Its not what you think.
A "Frozen Cathode" was often found in battery tube radios where the B+ was applied to the set without the "A" battery being connected. This term dates way back to the early days of radio.
It was a commonly found problem, and could be extremely expensive, as back then a tube might cost a week (or more's) salary.
The filament was "stripped" of emissive material due to the B+ being present and lack of filament/cathode voltage.
That's why you can find battery set tubes, like the 1L6, 1LA4, etc. with continuity but no emission.
Someone connected the "B" Battery and not the "A" or fil. battery.
Also NEVER PULL A BATTERY SET TUBE WITH THE SET TURNED ON.
The surge can blow out the filaments of the other tubes in the set, or that tube when plugged back in. I have seen it happen to others.
Additionally, you can freeze the cathodes of the tubes in the set or cause the tube you just plugged back in to have it's filament blow open from voltage & current surge.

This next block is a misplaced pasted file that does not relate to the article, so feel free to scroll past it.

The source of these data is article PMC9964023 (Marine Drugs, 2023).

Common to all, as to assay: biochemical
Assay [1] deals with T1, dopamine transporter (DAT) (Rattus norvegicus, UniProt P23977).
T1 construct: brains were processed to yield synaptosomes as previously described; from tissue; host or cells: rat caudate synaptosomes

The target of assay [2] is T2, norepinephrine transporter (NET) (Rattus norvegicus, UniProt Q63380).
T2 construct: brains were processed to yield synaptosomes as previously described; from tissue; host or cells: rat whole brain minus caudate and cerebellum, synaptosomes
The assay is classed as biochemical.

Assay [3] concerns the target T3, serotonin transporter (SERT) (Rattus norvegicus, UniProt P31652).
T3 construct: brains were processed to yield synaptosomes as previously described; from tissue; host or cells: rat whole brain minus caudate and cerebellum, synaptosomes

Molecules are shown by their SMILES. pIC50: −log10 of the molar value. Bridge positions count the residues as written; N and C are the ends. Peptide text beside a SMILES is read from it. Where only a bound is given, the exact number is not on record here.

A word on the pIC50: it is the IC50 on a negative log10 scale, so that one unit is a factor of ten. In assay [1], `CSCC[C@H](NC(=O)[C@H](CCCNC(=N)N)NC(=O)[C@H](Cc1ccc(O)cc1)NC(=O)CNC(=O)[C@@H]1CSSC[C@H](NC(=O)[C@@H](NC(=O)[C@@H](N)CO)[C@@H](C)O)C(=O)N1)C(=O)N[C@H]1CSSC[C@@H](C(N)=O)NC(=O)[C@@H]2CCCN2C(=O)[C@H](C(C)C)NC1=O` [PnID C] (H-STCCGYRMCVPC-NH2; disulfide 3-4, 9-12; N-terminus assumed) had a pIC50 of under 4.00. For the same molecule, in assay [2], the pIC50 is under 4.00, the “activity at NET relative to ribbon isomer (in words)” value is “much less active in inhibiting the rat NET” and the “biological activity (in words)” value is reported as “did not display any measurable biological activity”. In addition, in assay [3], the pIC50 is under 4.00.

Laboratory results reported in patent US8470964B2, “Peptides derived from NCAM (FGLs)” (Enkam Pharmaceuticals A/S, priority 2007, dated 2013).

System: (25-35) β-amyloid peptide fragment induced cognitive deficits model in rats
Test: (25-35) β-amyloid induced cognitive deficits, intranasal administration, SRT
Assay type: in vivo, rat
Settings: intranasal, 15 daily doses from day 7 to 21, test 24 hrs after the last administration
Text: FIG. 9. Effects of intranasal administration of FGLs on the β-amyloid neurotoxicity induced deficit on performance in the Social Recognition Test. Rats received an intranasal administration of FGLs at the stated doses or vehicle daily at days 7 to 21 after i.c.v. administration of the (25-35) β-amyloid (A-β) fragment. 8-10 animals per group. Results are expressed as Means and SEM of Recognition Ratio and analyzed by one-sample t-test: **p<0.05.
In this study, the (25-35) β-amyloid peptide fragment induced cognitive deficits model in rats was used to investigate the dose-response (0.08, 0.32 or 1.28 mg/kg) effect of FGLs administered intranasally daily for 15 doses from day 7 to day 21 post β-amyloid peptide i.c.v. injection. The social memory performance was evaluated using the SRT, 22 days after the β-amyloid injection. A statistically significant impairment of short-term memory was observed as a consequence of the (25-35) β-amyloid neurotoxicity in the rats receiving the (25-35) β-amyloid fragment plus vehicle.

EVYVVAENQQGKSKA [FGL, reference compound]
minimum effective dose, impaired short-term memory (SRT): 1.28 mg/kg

(Think cold start up surge while the others might be at operating temp.)
Now this problem became fairly rare when the AC operated 6 & 12 VAC fil. became standard, but battery tubes were made differently. It could also happen when the 25, 35, & 50 V series fil. were used in the AA5's, but that was rare. Typically in the sets using a pilot lite off a tapped rectifier fil., plugging in a rectifier "cold" could cause 1/2 the fil. to open in it, blow out the pilot lite, or a weak fil. in another tube to fail.